Migraines In Children – What Are The Preventive Measures?

Migraines In ChildrenWhen our children hurt, all we want to do is to make them feel better. In the case of a painful chronic condition, that may be easier said than done. Migraines in children can be mostly harmless, or stem from a more serious underlying problem. While migraines in adults are more easily managed and require minimal professional care, migraines in children need to be evaluated to rule out more serious problems and complication via testing and imaging.

If determined that a serious health concern is not the cause of your child’s migraine symptoms, not only will you be looking for fast relief, you may also be looking for ways to prevent them in the future. Like adults, migraines in children often have triggers that can cause or intensify how they are feeling. Preventing migraines in children isn’t an exact science, and you will need to determine what triggers can bring your child’s headaches on. Skipping the ice cream can help. One study found that almost all headache sufferers said that cold triggered their painful symptoms Thankfully, when caused by ice cream, migraine headache relief in children often occurs rapidly after the “brain freeze” is over.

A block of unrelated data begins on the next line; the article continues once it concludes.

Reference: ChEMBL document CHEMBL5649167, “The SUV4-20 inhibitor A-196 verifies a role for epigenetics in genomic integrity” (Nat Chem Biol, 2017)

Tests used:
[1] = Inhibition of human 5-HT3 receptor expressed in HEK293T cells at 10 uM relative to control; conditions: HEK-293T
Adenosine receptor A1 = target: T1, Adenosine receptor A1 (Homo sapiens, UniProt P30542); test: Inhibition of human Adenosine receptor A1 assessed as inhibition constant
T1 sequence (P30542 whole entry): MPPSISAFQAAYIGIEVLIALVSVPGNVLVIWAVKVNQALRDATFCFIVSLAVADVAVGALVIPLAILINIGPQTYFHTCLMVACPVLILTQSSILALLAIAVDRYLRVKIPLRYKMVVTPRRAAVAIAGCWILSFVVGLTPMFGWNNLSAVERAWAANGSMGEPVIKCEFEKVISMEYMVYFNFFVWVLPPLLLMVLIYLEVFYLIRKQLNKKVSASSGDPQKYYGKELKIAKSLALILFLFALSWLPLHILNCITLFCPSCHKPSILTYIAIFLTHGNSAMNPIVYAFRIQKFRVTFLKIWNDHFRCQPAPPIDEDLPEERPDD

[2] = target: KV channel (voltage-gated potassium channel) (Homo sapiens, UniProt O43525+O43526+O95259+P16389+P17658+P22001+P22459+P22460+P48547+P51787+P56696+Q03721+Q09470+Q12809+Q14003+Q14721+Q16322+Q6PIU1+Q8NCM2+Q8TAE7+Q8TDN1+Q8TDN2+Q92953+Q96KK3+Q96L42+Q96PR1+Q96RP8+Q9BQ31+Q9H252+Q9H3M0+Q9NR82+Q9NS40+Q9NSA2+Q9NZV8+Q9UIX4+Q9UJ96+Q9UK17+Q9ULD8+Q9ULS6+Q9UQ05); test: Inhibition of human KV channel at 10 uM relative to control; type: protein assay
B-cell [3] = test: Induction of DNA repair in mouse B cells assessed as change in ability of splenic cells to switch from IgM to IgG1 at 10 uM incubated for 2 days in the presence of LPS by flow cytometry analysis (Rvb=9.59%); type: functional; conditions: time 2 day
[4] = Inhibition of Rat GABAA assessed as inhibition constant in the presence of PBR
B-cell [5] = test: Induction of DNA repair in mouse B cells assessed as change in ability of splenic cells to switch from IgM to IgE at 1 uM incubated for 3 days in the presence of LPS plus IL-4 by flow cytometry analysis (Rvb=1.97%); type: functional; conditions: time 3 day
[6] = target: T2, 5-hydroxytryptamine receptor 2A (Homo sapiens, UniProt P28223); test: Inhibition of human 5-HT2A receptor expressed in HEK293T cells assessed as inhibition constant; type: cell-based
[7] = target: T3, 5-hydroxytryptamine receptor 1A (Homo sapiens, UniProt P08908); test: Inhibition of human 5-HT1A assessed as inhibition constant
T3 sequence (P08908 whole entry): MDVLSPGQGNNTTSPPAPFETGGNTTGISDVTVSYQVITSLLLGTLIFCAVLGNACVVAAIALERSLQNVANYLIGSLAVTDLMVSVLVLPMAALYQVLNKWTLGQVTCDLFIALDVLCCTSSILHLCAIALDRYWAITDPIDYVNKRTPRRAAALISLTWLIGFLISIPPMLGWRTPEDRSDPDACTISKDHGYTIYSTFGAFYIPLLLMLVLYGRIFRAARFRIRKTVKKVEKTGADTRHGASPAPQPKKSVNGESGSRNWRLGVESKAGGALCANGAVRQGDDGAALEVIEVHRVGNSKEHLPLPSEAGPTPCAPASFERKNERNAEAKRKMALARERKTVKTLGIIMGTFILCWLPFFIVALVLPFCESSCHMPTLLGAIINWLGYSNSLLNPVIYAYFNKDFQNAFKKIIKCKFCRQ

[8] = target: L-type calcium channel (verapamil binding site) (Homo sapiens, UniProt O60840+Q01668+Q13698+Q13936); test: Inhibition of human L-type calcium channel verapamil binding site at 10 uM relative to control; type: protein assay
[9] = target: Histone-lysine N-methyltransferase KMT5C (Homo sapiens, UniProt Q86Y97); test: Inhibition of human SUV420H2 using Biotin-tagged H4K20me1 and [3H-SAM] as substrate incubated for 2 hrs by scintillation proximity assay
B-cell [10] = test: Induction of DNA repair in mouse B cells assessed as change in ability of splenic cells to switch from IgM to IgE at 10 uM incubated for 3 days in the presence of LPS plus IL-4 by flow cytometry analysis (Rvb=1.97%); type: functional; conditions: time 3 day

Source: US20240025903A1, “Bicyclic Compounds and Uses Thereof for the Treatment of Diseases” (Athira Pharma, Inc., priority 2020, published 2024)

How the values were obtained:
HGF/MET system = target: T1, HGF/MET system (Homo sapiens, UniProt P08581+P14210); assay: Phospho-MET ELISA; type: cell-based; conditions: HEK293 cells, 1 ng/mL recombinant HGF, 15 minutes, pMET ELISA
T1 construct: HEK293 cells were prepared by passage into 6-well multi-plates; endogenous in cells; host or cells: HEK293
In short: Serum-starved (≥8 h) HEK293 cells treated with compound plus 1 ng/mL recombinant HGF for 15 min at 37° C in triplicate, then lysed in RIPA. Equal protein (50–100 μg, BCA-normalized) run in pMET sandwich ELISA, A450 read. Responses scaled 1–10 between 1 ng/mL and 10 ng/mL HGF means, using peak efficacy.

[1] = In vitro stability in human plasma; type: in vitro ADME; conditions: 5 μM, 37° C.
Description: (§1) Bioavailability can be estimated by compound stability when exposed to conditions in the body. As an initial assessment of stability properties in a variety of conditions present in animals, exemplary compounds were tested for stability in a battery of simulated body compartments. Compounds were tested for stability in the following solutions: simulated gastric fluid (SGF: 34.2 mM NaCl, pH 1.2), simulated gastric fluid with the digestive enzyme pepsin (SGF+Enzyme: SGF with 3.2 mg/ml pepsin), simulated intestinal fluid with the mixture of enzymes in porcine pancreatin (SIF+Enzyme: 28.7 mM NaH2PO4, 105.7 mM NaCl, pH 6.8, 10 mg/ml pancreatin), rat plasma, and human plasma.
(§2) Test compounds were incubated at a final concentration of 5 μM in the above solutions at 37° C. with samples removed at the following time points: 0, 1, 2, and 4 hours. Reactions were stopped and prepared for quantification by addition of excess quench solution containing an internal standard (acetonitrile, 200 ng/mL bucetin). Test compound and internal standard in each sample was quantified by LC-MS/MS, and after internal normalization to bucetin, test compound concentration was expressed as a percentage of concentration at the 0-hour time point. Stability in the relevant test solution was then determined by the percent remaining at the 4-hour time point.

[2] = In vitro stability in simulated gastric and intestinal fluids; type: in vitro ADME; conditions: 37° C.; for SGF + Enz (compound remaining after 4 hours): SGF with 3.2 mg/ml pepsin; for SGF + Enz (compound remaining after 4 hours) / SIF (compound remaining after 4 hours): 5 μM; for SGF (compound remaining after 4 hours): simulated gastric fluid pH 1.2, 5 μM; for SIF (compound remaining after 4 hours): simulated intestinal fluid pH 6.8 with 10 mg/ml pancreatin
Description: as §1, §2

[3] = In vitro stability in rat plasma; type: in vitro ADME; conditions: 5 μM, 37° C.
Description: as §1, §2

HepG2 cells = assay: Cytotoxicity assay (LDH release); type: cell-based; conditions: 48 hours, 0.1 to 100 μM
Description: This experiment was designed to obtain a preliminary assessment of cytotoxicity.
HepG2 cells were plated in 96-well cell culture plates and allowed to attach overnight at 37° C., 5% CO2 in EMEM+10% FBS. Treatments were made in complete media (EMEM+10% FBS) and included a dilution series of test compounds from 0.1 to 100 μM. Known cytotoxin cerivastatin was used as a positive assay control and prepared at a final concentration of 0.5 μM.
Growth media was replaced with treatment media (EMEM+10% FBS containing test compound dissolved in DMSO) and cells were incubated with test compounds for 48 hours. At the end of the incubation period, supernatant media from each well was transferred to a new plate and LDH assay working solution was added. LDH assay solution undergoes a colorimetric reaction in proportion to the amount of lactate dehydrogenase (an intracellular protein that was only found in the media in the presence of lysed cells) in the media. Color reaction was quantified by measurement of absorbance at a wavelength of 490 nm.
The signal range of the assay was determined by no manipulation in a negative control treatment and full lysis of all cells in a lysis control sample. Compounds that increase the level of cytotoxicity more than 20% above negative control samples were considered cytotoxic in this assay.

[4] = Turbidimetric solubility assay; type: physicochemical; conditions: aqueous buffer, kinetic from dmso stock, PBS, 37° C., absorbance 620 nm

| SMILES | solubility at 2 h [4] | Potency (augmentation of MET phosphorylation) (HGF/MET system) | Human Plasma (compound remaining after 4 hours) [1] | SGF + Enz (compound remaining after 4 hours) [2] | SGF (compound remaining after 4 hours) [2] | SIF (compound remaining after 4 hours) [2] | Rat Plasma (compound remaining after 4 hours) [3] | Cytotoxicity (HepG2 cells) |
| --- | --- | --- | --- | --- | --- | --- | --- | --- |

Besides ice cream, other foods can flare up pressure. Foods containing a lot of additives, nuts, artificial sweeteners, and even aged cheese have been shown to trigger migraine headaches in children and adults. One possible method of prevention is to notice which foods seem to be causing symptoms in your child and removing those items from his or her diet. You can also note where and when migraines are occurring. Is your child in pain after strenuous exercise? Is your child getting migraines when stressed? Look at what is happening before your child starts showing symptoms and try to reduce the frequency of things that are pain culprits. Often before a migraine, your child might go into premonitory phase or “predome”. This occurs right before the migraine as a sort of warning. During this phase, your child may be irritable, have a food craving or conversely, refuse to eat, have a hard time sleeping, be overly talkative or conversely, antisocial, or experience either noticeable joy or sadness. If your child is exhibiting the signs of predome, try to make them very calm and comfortable. Avoid hot or cold foods, use quiet voices and dim the lights. Try anything to make their surroundings as serene as possible. This might not prevent the oncoming migraine, but it might reduce the severity or discomfort that your child feels.

Once your child has a migraine, you will be looking for ways to treat it. Your child’s doctor or pediatrician will talk to you about treatment options, but there are home remedies for migraine headaches that will help ease your child’s discomfort. Having them drink water or using a cold or hot compress depending on their preference may help ease their symptoms and reduce recovery time.